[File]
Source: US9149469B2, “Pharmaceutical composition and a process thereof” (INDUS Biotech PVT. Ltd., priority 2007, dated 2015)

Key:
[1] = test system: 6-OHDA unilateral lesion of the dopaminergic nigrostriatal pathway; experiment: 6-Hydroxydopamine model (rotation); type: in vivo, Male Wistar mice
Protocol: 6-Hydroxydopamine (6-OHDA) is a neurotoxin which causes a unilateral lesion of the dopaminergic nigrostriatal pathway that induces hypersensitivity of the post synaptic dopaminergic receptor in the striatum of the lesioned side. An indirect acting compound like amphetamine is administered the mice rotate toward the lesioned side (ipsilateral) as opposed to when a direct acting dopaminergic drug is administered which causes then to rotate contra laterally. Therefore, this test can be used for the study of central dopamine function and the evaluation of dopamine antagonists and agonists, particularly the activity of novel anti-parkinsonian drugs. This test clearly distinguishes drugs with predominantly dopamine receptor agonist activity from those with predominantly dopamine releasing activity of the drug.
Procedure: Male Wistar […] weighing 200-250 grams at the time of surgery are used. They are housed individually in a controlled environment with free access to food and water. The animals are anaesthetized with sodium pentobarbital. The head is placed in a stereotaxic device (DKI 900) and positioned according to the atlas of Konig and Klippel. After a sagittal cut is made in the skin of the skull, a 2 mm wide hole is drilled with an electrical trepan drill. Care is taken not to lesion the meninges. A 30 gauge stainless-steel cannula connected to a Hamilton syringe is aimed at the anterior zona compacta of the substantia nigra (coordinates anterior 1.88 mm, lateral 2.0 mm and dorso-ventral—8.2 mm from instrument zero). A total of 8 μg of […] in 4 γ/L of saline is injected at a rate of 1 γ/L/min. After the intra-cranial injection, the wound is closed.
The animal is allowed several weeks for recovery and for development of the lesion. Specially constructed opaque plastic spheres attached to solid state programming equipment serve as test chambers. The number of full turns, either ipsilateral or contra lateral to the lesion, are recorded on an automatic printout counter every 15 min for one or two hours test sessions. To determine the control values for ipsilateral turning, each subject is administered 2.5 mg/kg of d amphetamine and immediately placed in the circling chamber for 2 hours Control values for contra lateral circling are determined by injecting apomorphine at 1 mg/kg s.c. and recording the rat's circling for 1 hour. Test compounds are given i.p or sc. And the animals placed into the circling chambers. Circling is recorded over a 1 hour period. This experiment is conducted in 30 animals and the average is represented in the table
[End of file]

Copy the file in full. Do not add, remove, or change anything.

Source: US9149469B2, “Pharmaceutical composition and a process thereof” (INDUS Biotech PVT. Ltd., priority 2007, dated 2015)

Key:
[1] = test system: 6-OHDA unilateral lesion of the dopaminergic nigrostriatal pathway; experiment: 6-Hydroxydopamine model (rotation); type: in vivo, Male Wistar mice
Protocol: 6-Hydroxydopamine (6-OHDA) is a neurotoxin which causes a unilateral lesion of the dopaminergic nigrostriatal pathway that induces hypersensitivity of the post synaptic dopaminergic receptor in the striatum of the lesioned side. An indirect acting compound like amphetamine is administered the mice rotate toward the lesioned side (ipsilateral) as opposed to when a direct acting dopaminergic drug is administered which causes then to rotate contra laterally. Therefore, this test can be used for the study of central dopamine function and the evaluation of dopamine antagonists and agonists, particularly the activity of novel anti-parkinsonian drugs. This test clearly distinguishes drugs with predominantly dopamine receptor agonist activity from those with predominantly dopamine releasing activity of the drug.
Procedure: Male Wistar […] weighing 200-250 grams at the time of surgery are used. They are housed individually in a controlled environment with free access to food and water. The animals are anaesthetized with sodium pentobarbital. The head is placed in a stereotaxic device (DKI 900) and positioned according to the atlas of Konig and Klippel. After a sagittal cut is made in the skin of the skull, a 2 mm wide hole is drilled with an electrical trepan drill. Care is taken not to lesion the meninges. A 30 gauge stainless-steel cannula connected to a Hamilton syringe is aimed at the anterior zona compacta of the substantia nigra (coordinates anterior 1.88 mm, lateral 2.0 mm and dorso-ventral—8.2 mm from instrument zero). A total of 8 μg of […] in 4 γ/L of saline is injected at a rate of 1 γ/L/min. After the intra-cranial injection, the wound is closed.
The animal is allowed several weeks for recovery and for development of the lesion. Specially constructed opaque plastic spheres attached to solid state programming equipment serve as test chambers. The number of full turns, either ipsilateral or contra lateral to the lesion, are recorded on an automatic printout counter every 15 min for one or two hours test sessions. To determine the control values for ipsilateral turning, each subject is administered 2.5 mg/kg of d amphetamine and immediately placed in the circling chamber for 2 hours Control values for contra lateral circling are determined by injecting apomorphine at 1 mg/kg s.c. and recording the rat's circling for 1 hour. Test compounds are given i.p or sc. And the animals placed into the circling chambers. Circling is recorded over a 1 hour period. This experiment is conducted in 30 animals and the average is represented in the table